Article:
An audit of forest planning, harvesting and road practices at Red Mountain Resort (RMR), released by Forest Practices Board (FPB) dated November 13, has found that the resort meets the requirements of provincial forestry legislation and that RMR had effectively planned for and protected resource interests during its ski hill expansion activities.
The audit was conducted in regards to the Grey Mountain expansion area that occurred between July 1, 2012 and July 9, 2014. Audit fieldwork was then carried out on July 8 and 9 of this year.
As part of the FPB’s 2014 compliance audit program, the Board randomly selected the Selkirk District as the location for a full scope compliance audit. Within the district, the Board selected occupant licence to cut (OLTC)#1 L49318, held by RMR Acquisitions Inc. An OLTC provides a resort operator with authority to remove Crown timber from a controlled recreation area.
Over the past two years, approximately 52,000 cubic metres of timber was harvested from the OLTC as part of the ski hill expansion plan. Harvesting focused mainly on ski hill design objectives, but also addressed forest health.
RMR constructed 2.2 kilometres of road to access the open cut patches. The same road was then deactivated upon completion of harvest. RMR also constructed 2.1 kilometres of temporary access roads, which were in various stages of rehabilitation at the time of the audit.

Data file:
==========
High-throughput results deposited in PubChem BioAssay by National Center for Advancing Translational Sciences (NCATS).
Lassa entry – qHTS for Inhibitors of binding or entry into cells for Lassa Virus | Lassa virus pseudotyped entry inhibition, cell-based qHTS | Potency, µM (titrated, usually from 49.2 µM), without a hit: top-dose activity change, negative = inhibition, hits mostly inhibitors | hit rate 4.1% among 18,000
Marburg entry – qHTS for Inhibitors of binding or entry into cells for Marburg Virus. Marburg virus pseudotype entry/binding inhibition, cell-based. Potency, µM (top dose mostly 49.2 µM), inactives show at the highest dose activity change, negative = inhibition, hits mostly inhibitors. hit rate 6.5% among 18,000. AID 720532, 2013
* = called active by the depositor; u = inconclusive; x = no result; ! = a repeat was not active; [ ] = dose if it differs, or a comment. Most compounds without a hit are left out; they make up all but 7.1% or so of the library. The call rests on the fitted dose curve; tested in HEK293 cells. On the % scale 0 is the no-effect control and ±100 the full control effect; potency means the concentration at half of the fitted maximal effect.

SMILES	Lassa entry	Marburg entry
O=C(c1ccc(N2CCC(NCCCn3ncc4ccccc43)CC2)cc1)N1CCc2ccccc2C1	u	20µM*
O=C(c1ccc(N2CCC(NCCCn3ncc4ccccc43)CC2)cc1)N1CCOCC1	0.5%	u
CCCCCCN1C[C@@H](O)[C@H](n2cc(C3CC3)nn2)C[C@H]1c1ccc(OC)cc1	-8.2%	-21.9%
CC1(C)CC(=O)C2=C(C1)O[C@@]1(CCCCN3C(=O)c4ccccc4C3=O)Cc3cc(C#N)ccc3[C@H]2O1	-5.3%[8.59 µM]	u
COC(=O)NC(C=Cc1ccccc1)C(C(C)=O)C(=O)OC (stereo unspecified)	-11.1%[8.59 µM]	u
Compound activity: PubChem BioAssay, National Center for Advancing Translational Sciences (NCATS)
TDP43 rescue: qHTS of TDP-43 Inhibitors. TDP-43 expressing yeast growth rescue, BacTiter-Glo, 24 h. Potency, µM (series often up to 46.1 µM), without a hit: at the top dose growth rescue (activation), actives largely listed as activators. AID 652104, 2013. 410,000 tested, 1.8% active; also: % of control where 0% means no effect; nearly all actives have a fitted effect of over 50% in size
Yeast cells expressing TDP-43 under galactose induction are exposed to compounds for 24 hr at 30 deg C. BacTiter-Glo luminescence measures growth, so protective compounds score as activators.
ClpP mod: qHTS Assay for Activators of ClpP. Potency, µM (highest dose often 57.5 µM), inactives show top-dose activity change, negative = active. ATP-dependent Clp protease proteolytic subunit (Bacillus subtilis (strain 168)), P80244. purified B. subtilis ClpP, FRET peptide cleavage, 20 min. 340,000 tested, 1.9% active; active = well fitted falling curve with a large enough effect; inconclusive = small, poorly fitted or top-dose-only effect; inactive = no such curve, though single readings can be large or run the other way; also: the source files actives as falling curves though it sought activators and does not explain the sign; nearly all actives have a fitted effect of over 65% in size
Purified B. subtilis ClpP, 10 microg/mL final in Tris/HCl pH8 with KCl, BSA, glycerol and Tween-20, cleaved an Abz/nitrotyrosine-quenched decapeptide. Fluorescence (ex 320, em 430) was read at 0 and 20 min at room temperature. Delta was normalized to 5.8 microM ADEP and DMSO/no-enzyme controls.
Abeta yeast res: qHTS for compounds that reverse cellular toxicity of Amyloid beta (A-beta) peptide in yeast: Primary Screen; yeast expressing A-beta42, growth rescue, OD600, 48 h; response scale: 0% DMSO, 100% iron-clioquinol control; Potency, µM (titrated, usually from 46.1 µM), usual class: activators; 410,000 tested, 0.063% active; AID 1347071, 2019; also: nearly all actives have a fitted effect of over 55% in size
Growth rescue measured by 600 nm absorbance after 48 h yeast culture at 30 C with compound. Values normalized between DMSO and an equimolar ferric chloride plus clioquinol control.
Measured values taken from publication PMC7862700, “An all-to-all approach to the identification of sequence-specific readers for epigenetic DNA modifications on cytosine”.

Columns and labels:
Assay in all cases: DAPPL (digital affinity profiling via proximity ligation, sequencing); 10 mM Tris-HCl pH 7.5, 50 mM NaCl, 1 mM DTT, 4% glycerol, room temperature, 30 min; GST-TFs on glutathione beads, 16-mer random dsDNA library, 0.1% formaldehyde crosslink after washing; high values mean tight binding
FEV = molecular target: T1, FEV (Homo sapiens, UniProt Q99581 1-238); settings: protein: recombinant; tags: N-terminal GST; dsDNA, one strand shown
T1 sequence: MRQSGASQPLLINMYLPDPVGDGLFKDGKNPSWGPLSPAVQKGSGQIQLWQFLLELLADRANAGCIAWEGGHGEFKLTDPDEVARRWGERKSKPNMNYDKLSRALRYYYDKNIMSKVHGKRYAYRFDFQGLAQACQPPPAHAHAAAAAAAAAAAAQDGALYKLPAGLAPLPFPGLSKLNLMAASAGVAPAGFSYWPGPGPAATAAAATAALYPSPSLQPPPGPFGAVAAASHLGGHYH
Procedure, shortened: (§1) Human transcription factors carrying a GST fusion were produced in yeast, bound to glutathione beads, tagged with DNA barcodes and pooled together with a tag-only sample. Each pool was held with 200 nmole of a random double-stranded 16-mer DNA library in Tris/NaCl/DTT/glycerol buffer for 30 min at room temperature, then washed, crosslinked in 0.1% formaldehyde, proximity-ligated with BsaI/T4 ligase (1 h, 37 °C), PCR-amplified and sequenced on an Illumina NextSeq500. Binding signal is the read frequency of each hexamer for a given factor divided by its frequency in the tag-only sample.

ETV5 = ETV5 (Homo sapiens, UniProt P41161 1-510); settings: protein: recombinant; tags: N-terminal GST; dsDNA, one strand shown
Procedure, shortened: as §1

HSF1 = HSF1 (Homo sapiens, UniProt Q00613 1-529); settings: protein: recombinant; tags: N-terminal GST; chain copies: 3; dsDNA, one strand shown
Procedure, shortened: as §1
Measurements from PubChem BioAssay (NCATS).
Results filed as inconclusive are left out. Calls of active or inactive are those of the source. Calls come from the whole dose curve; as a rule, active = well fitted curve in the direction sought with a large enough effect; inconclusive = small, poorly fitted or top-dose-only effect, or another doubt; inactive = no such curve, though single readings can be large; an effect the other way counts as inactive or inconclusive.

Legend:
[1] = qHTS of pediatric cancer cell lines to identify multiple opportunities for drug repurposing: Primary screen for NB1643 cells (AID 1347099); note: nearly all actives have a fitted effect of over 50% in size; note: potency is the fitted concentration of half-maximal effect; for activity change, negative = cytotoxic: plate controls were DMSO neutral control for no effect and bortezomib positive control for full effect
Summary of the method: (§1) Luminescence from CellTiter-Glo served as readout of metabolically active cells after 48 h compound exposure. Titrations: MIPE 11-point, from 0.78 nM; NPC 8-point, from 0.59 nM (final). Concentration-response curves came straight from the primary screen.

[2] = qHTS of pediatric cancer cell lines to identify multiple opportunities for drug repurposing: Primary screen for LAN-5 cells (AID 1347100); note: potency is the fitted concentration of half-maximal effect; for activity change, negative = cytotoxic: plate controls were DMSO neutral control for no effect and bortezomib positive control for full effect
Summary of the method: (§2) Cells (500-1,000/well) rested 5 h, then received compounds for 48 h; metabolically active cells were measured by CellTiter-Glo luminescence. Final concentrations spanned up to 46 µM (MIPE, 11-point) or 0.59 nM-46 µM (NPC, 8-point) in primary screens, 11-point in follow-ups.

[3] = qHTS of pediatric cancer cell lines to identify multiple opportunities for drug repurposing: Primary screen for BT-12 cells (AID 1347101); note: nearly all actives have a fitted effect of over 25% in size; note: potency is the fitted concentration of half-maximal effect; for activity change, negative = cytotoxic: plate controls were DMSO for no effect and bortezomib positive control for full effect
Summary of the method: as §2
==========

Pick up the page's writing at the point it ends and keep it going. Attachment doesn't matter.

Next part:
“In my opinion, the operational planning, timber harvesting, road construction, deactivation and maintenance, and fire hazard abatement activities carried out by RMR, complied in all significant respects with the requirements of the Forest and Range Practices Act and the Wildfire Act (WA),” explained Christopher Mosher, Director of Audits for FPB.
There were no active operations during the field audit so it was not possible for auditors to audit the firefighting equipment requirements of the WA. However, auditors reviewed RMR’s fire preparedness plans to assess compliance with the administrative requirements for fire preparedness. These audits all passed.
“We were pleased to find that Red Mountain Resort fully met the requirements of the Forest and Range Practices Act and the Wildfire Act,” said Board Chair, Tim Ryan.
The Forest Practices Board is B.C.’s independent watchdog for sound forest and range practices, reporting its findings and recommendations directly to the public and government.